Every evening, Muslims end their daylong fast with Iftar. Usually mosques also have food stalls with selling a number of sumptuous eats
The day during Ramzan starts at dawn with a meal called Suhoor or Sehri.
Muslims end their Ramadan fast (Roza) every evening with prayers (Namaz) followed by a meal known as Iftar. “Usually, we have Iftar food at home itself where family members come together. However, in recent times Iftar parties have gained popularity. Many host such parties at home and in the mosques but the sole purpose of Iftar remains the same which is to end the fast,” says Margao- based Aftab Shaikh.
At the same time, it is also a bonding time for families. “Though Ramadan is a very spiritual phase for us it is also a time when the entire family comes together. All the brothers come together in one home in the evening and feast over the food,” says a senior Muslim. He adds that at times many well-to-do people host Iftar parties in the mosque or their homes where they give food to the poor and needy.
He further adds that many Muslims believe that feeding someone Iftar as a form of charity is very rewarding and that such was practised by the Prophet Muhammad.
Author, Safina Khan Soudagar explains that the timing of Iftar usually depends on the ‘Maghrib azan’. “The time which we follow now is 7:02 p.m. because we cannot really hear the azan for the Maghrib prayers in Goa. So, the mosque gives out a time-table before Ramadan commences.”
The fast is often broken with the consumption of dates as it is considered to be filled with nutrition. “We break our fasts with date and/or water. It is ‘sunnah’ (tradition by Our Prophet). But in case of emergency or if we cannot afford this then we can break the fast with whatever is available. It is advisable to eat light fruits and refreshing drinks to revive the system,” she says.
She adds that the fast has to be broken at the fixed time, a delay is not acceptable. Another important part of Iftar she says is to make a wish. “Before breaking the fast we sit down at the table full of food and make ‘dua’ (prayers). It is believed that ‘dua’ at this time is quickly accepted.”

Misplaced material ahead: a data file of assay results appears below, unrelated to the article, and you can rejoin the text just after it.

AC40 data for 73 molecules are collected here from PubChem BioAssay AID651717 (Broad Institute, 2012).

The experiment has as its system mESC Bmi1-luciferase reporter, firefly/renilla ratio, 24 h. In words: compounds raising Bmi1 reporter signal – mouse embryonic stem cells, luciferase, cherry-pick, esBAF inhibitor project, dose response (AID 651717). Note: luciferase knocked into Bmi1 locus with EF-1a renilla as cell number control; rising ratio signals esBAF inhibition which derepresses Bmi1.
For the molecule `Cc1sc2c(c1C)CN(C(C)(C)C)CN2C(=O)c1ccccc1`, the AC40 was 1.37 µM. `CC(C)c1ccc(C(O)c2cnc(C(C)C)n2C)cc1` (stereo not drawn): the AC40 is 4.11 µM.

A plethora of food near the mosque
During the evenings, if you pass by the mosques these days, you can find various sellers selling various food items like kebabs, fruits and nuts, sharbad, haleem, chops, cutlets, rolls and other food items.
Besides Muslims, people from other faith also go to enjoy the Ramzan food. Lyndon J Pinto from Porvorim is one such person who has been going to the mosque to enjoy Ramzan food for close to a decade. “Ramadan is the time when my Muslim brothers and sisters fast, but their sacrifice is kind of my celebration. I do not mean this in a derogatory manner, but it’s just that as they gather to pray and break their fast, I help myself to some of the tastiest foods you can get on a street corner,” he says. He adds that it’s not just the food that is memorable. “The stories of the people who prepare the food and serve it are also truly inspiring. Some have been doing it for years, and their fathers did it before them. Besides, filling my stomach, the meeting of so many different types of people fills my heart with faith in humanity,” he says.
Pinto also illustrated this with a recent incident that happened when he and his friend were at the food court area near the mosque. “A friend of mine paid for a dish but forgot to collect the change. As we were leaving the man behind the counter came running towards us, although we were some distance away, and returned the money. It’s small acts like these that make the food at the mosque so much more than just a gastronomical delight!” he says.
Valencia Da Silva from Ribandar has also made it a point to sample this food for the past four years. “I love the variety of food that they serve and how reasonably everything is priced. Also, they are so accepting and warm to the people of all cultures that come here to indulge in this feast of food. Personally I am very fond of the tandoor items especially the kebabs,” she says.
And indeed, you can find a lot of variation in the food that is served. “I like the huge tawas which they use to fry the food and particularly enjoy the rolls and mutton kebabs,” says Daniel D’Souza from Parra, while Nathan Fernandez from Panaji enjoys the baida roti and says that it’s a treat to relish such food during this period.